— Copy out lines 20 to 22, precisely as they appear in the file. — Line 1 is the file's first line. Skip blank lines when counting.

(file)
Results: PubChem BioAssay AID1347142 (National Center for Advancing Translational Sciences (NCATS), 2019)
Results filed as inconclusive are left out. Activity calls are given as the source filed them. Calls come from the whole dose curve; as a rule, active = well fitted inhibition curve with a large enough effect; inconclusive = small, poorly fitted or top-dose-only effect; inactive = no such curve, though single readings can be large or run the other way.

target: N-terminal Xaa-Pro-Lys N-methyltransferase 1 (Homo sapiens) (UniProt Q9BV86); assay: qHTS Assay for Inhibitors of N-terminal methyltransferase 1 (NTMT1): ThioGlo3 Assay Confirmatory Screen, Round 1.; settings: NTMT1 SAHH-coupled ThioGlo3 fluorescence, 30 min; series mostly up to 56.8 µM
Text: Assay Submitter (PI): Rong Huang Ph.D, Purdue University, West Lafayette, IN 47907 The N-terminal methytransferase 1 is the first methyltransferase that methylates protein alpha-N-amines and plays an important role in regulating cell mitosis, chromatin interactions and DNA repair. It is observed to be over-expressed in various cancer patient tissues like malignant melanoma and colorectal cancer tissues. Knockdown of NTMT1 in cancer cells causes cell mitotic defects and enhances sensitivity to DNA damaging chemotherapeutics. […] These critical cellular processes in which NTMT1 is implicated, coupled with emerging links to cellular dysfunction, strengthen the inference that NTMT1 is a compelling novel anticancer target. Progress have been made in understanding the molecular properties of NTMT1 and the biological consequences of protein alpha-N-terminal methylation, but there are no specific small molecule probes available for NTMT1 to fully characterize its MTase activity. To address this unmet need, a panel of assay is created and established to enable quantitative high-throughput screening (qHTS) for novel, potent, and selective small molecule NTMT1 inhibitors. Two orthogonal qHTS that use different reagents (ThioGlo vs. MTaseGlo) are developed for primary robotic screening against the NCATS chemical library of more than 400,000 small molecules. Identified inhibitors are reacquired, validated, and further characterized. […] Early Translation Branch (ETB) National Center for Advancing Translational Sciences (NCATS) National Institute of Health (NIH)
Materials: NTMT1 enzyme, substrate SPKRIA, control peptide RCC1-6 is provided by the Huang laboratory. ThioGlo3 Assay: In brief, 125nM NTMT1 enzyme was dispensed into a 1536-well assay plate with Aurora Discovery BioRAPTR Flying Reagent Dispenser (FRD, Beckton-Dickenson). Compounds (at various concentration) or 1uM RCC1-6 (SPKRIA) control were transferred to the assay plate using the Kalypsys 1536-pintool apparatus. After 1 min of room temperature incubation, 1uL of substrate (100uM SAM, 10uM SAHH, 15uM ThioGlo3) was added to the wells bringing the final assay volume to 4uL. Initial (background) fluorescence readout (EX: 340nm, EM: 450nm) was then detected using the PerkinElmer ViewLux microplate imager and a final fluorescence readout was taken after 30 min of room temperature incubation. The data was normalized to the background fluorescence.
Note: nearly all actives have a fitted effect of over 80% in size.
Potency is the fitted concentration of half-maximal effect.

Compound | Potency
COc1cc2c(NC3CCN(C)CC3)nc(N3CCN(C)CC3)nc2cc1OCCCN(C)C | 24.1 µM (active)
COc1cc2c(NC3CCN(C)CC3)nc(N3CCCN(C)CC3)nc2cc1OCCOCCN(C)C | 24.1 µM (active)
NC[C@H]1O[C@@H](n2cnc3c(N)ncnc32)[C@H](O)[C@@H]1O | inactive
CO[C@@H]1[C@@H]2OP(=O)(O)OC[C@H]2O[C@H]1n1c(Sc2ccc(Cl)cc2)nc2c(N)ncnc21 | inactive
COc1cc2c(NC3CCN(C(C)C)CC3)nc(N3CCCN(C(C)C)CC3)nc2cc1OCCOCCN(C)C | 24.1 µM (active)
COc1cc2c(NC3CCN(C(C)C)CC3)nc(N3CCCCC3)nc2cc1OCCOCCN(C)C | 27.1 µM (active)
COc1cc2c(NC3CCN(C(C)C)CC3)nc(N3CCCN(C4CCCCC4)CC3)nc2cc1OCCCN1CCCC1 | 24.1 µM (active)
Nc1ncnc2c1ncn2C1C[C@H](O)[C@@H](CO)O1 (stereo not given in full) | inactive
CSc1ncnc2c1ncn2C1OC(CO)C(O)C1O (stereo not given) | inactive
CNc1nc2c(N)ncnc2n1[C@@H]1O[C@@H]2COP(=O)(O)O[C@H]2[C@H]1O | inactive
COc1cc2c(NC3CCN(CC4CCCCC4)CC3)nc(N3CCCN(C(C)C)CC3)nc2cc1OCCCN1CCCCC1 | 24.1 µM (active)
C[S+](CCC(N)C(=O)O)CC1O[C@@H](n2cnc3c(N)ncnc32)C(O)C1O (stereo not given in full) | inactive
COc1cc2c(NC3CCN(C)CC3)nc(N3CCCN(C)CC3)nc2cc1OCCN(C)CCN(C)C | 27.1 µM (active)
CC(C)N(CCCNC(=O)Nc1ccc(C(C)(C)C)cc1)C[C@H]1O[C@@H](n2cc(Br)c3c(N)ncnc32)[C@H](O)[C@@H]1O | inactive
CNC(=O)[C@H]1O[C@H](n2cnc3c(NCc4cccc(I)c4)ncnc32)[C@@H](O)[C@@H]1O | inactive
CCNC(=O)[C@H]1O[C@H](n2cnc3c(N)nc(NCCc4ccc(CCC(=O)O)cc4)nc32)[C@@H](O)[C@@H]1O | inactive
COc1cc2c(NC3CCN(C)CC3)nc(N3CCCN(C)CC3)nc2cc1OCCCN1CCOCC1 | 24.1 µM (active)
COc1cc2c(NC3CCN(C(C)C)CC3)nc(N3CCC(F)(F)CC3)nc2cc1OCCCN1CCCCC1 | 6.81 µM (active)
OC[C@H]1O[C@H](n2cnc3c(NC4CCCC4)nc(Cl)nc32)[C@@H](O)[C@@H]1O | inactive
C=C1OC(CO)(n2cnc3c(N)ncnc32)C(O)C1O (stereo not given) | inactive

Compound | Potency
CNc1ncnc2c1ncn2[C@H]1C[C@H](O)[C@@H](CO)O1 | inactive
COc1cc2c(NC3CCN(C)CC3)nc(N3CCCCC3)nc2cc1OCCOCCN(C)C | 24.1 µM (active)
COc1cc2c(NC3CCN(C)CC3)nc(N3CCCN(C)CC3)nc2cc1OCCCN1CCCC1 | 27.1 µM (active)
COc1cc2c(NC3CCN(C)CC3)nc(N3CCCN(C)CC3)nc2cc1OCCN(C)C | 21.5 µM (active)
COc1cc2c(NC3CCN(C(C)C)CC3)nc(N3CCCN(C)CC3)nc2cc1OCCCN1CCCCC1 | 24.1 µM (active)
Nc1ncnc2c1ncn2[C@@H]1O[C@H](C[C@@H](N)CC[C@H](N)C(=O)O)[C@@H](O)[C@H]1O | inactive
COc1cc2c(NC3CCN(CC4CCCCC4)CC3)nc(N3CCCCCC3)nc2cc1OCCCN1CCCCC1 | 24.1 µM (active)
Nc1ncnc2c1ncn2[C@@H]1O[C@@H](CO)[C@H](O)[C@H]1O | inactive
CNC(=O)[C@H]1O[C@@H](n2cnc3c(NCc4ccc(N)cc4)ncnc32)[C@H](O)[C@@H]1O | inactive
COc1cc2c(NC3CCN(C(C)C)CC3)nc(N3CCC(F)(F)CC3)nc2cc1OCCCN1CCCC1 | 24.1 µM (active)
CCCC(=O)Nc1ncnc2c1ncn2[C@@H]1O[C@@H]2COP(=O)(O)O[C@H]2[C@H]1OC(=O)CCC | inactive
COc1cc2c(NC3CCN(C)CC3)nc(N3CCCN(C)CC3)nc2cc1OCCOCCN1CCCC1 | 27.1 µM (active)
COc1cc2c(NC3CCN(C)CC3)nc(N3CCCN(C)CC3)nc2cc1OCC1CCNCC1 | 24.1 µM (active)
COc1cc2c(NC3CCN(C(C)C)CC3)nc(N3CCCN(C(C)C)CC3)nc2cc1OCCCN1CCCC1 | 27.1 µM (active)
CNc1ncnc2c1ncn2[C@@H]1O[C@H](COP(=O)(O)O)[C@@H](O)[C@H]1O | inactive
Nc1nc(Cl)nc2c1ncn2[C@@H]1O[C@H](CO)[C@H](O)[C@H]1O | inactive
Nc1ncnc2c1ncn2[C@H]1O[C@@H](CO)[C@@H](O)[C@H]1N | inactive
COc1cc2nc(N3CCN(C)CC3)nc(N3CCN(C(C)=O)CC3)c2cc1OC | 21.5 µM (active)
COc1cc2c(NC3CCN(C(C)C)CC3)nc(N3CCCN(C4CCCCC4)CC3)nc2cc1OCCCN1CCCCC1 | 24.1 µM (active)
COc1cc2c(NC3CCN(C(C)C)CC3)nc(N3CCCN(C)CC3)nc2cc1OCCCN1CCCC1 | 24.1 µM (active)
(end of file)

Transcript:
C[S+](CCC(N)C(=O)O)CC1O[C@@H](n2cnc3c(N)ncnc32)C(O)C1O (stereo not given in full) | inactive
COc1cc2c(NC3CCN(C)CC3)nc(N3CCCN(C)CC3)nc2cc1OCCN(C)CCN(C)C | 27.1 µM (active)
CC(C)N(CCCNC(=O)Nc1ccc(C(C)(C)C)cc1)C[C@H]1O[C@@H](n2cc(Br)c3c(N)ncnc32)[C@H](O)[C@@H]1O | inactive